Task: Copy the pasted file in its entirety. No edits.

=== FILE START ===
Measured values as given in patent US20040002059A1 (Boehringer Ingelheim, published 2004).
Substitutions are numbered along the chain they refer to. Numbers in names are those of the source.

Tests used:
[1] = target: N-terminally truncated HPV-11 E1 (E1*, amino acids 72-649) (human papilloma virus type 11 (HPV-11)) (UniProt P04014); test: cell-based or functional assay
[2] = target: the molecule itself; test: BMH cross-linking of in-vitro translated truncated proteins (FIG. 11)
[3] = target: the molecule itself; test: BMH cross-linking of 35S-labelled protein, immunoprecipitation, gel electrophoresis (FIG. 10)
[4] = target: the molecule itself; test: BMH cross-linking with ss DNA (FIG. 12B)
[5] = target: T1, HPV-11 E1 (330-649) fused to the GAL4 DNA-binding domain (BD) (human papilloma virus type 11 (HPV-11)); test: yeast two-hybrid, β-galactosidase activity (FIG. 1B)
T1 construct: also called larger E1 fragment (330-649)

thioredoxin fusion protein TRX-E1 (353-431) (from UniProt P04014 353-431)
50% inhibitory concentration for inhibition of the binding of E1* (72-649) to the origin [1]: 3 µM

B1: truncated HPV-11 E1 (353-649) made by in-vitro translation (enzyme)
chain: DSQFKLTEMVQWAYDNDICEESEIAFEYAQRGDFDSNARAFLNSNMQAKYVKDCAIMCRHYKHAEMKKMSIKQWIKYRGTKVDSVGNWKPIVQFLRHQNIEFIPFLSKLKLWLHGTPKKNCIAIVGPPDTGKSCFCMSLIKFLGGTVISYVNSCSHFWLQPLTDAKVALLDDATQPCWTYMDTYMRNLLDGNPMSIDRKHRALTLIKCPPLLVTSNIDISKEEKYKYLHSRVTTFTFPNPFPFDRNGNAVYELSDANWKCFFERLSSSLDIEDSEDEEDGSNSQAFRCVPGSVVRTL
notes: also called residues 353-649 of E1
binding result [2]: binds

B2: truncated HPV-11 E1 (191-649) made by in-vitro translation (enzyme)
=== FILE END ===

Measured values as given in patent US20040002059A1 (Boehringer Ingelheim, published 2004).
Substitutions are numbered along the chain they refer to. Numbers in names are those of the source.

Tests used:
[1] = target: N-terminally truncated HPV-11 E1 (E1*, amino acids 72-649) (human papilloma virus type 11 (HPV-11)) (UniProt P04014); test: cell-based or functional assay
[2] = target: the molecule itself; test: BMH cross-linking of in-vitro translated truncated proteins (FIG. 11)
[3] = target: the molecule itself; test: BMH cross-linking of 35S-labelled protein, immunoprecipitation, gel electrophoresis (FIG. 10)
[4] = target: the molecule itself; test: BMH cross-linking with ss DNA (FIG. 12B)
[5] = target: T1, HPV-11 E1 (330-649) fused to the GAL4 DNA-binding domain (BD) (human papilloma virus type 11 (HPV-11)); test: yeast two-hybrid, β-galactosidase activity (FIG. 1B)
T1 construct: also called larger E1 fragment (330-649)

thioredoxin fusion protein TRX-E1 (353-431) (from UniProt P04014 353-431)
50% inhibitory concentration for inhibition of the binding of E1* (72-649) to the origin [1]: 3 µM

B1: truncated HPV-11 E1 (353-649) made by in-vitro translation (enzyme)
chain: DSQFKLTEMVQWAYDNDICEESEIAFEYAQRGDFDSNARAFLNSNMQAKYVKDCAIMCRHYKHAEMKKMSIKQWIKYRGTKVDSVGNWKPIVQFLRHQNIEFIPFLSKLKLWLHGTPKKNCIAIVGPPDTGKSCFCMSLIKFLGGTVISYVNSCSHFWLQPLTDAKVALLDDATQPCWTYMDTYMRNLLDGNPMSIDRKHRALTLIKCPPLLVTSNIDISKEEKYKYLHSRVTTFTFPNPFPFDRNGNAVYELSDANWKCFFERLSSSLDIEDSEDEEDGSNSQAFRCVPGSVVRTL
notes: also called residues 353-649 of E1
binding result [2]: binds

B2: truncated HPV-11 E1 (191-649) made by in-vitro translation (enzyme)